Sunday, June 23, 2019

Living Free in a World of Chains


“So, my journey took me to the field and through the vines right in front of the grapes. And there they were, everyone a story, all these little passages they made, sacrificing their life for something bigger, something hopefully greater than their singular, globular being. And my task, my calling, was to listen and try and understand all their little lives and put some sense of order, and beauty, to them. That has been my odyssey. And I never even left my little località.”

Our host, who asked not to be identified, invited us to return in January, when she was pressing some dried grapes for a vinsanto. “You will return?” Of course, we promised. It would be up to us to hold true to that promise. We’d found Eldorado in the hills of Tuscany. I couldn’t imagine not going back.
What is it in the span of 100 days that could alter one’s life, sometimes radically and inextricably? After a week at the vineyard of this amazing woman winemaker, my head was spinning. And it wasn’t because we were trying all here wines. We were that, but it was more of an exercise, dare I call it an ongoing master class? I needed a breather. I went to the mountain. I sat in the cave with the master. And now I had to go home for the holidays, back to America. I ran to the plane, would have run all the way to California. Something inside me moved, was changed. And I didn’t recognize the tectonic shift that had taken place.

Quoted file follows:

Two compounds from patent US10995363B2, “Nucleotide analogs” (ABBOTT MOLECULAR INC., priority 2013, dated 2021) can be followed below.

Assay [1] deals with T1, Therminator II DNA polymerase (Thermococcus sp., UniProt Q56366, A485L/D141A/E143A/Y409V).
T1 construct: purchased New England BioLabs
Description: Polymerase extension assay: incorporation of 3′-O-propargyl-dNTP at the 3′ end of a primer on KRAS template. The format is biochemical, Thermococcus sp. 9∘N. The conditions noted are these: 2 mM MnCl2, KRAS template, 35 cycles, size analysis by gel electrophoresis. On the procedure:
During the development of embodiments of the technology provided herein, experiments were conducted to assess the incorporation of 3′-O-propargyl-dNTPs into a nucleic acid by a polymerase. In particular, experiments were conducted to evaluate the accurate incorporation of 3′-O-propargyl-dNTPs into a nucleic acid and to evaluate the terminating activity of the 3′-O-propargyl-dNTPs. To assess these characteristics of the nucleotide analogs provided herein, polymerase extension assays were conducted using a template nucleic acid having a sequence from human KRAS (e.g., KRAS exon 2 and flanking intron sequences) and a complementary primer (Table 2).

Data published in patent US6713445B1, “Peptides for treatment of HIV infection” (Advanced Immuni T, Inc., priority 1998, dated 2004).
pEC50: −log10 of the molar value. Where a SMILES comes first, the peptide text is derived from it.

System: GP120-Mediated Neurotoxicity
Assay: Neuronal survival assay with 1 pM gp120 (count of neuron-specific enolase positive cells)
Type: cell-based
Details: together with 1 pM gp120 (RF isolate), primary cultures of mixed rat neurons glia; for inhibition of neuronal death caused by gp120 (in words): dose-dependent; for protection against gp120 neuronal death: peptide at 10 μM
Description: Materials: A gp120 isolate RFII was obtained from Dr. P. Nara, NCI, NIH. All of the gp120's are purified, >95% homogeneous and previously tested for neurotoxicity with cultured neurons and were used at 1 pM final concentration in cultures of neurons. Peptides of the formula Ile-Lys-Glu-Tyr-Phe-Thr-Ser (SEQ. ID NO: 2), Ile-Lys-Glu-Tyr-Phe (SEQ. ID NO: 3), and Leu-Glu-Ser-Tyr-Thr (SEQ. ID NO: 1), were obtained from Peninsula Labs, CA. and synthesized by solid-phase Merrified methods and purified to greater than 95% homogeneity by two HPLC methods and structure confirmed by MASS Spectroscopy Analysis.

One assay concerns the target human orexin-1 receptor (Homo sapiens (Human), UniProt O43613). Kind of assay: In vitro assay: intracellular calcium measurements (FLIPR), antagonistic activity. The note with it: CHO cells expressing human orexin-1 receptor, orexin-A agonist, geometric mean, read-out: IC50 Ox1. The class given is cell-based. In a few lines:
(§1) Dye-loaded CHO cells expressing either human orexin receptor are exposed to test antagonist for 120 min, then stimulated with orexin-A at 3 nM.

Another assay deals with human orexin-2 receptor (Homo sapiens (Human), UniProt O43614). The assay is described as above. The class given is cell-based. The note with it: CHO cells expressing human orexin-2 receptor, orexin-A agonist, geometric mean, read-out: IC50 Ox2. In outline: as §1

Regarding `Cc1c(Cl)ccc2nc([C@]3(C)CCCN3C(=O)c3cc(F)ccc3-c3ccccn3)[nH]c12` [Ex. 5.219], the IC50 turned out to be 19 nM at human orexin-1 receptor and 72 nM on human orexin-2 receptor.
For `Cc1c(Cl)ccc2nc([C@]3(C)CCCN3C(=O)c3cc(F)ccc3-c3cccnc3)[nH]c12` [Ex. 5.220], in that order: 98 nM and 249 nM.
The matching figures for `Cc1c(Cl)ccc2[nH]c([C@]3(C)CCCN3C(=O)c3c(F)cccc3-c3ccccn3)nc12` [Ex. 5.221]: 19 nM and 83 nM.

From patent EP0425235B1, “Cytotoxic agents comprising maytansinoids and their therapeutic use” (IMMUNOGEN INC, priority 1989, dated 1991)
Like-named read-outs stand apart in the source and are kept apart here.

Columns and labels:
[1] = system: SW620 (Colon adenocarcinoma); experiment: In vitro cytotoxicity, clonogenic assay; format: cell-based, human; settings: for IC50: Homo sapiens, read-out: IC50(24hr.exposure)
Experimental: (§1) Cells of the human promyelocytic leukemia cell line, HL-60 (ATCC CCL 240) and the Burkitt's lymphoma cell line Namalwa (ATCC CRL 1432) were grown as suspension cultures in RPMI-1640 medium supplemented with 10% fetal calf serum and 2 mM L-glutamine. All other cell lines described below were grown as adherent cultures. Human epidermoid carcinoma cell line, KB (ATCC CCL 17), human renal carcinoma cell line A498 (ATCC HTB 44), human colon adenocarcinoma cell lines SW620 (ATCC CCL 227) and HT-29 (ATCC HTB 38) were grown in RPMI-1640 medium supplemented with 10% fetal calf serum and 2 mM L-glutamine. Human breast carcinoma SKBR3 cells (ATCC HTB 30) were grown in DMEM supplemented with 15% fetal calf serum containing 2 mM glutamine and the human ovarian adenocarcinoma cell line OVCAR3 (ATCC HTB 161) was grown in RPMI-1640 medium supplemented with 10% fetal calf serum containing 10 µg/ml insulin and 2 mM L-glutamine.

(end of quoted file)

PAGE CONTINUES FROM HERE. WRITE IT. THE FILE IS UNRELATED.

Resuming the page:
Essentially, everything I thought about wine (and life) was wrong. Typical Western-Civ take on anything that came up on me and challenged all my assumptions. But I knew one thing: and that was that I knew nothing about wine.

(Almost 40 years later, I can still proudly admit that I know little about wine. I know more than I knew in 1984, but the world of wine has exploded [BIG BANG!] and here I observe just how much more there is now than then.)